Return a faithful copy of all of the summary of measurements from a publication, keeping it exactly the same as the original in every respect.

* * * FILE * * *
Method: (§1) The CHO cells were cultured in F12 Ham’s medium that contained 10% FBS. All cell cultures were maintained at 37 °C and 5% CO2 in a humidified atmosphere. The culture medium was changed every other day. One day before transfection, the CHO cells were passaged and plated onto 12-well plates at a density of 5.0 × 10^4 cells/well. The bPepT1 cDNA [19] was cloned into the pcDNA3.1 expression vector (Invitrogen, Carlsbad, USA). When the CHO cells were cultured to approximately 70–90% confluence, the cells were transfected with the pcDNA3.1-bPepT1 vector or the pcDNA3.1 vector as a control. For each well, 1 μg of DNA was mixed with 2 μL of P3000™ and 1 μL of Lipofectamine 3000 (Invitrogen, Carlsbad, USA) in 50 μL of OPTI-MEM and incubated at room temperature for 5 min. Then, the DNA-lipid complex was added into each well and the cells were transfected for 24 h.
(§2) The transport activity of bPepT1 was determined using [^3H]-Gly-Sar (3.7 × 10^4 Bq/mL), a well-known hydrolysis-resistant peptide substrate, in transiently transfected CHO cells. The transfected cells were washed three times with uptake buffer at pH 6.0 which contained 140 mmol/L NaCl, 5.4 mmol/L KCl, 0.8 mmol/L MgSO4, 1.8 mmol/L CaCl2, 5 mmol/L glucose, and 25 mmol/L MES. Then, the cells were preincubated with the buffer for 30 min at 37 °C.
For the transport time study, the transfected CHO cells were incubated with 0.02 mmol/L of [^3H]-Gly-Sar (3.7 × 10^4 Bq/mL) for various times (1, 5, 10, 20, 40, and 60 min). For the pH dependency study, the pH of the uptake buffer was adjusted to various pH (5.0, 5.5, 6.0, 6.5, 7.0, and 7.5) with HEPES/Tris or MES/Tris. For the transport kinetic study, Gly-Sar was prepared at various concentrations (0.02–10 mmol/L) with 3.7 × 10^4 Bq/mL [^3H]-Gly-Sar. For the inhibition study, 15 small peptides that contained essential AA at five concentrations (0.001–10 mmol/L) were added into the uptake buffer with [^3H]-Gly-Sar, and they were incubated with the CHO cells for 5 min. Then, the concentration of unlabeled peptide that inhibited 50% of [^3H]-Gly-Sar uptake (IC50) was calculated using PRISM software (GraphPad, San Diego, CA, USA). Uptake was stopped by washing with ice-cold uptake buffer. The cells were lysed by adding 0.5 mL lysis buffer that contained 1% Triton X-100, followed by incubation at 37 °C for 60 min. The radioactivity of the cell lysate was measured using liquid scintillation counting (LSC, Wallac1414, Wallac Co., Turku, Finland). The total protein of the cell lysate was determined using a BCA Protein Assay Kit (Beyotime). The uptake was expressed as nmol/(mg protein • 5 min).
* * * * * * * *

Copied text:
Method: (§1) The CHO cells were cultured in F12 Ham’s medium that contained 10% FBS. All cell cultures were maintained at 37 °C and 5% CO2 in a humidified atmosphere. The culture medium was changed every other day. One day before transfection, the CHO cells were passaged and plated onto 12-well plates at a density of 5.0 × 10^4 cells/well. The bPepT1 cDNA [19] was cloned into the pcDNA3.1 expression vector (Invitrogen, Carlsbad, USA). When the CHO cells were cultured to approximately 70–90% confluence, the cells were transfected with the pcDNA3.1-bPepT1 vector or the pcDNA3.1 vector as a control. For each well, 1 μg of DNA was mixed with 2 μL of P3000™ and 1 μL of Lipofectamine 3000 (Invitrogen, Carlsbad, USA) in 50 μL of OPTI-MEM and incubated at room temperature for 5 min. Then, the DNA-lipid complex was added into each well and the cells were transfected for 24 h.
(§2) The transport activity of bPepT1 was determined using [^3H]-Gly-Sar (3.7 × 10^4 Bq/mL), a well-known hydrolysis-resistant peptide substrate, in transiently transfected CHO cells. The transfected cells were washed three times with uptake buffer at pH 6.0 which contained 140 mmol/L NaCl, 5.4 mmol/L KCl, 0.8 mmol/L MgSO4, 1.8 mmol/L CaCl2, 5 mmol/L glucose, and 25 mmol/L MES. Then, the cells were preincubated with the buffer for 30 min at 37 °C.
For the transport time study, the transfected CHO cells were incubated with 0.02 mmol/L of [^3H]-Gly-Sar (3.7 × 10^4 Bq/mL) for various times (1, 5, 10, 20, 40, and 60 min). For the pH dependency study, the pH of the uptake buffer was adjusted to various pH (5.0, 5.5, 6.0, 6.5, 7.0, and 7.5) with HEPES/Tris or MES/Tris. For the transport kinetic study, Gly-Sar was prepared at various concentrations (0.02–10 mmol/L) with 3.7 × 10^4 Bq/mL [^3H]-Gly-Sar. For the inhibition study, 15 small peptides that contained essential AA at five concentrations (0.001–10 mmol/L) were added into the uptake buffer with [^3H]-Gly-Sar, and they were incubated with the CHO cells for 5 min. Then, the concentration of unlabeled peptide that inhibited 50% of [^3H]-Gly-Sar uptake (IC50) was calculated using PRISM software (GraphPad, San Diego, CA, USA). Uptake was stopped by washing with ice-cold uptake buffer. The cells were lysed by adding 0.5 mL lysis buffer that contained 1% Triton X-100, followed by incubation at 37 °C for 60 min. The radioactivity of the cell lysate was measured using liquid scintillation counting (LSC, Wallac1414, Wallac Co., Turku, Finland). The total protein of the cell lysate was determined using a BCA Protein Assay Kit (Beyotime). The uptake was expressed as nmol/(mg protein • 5 min).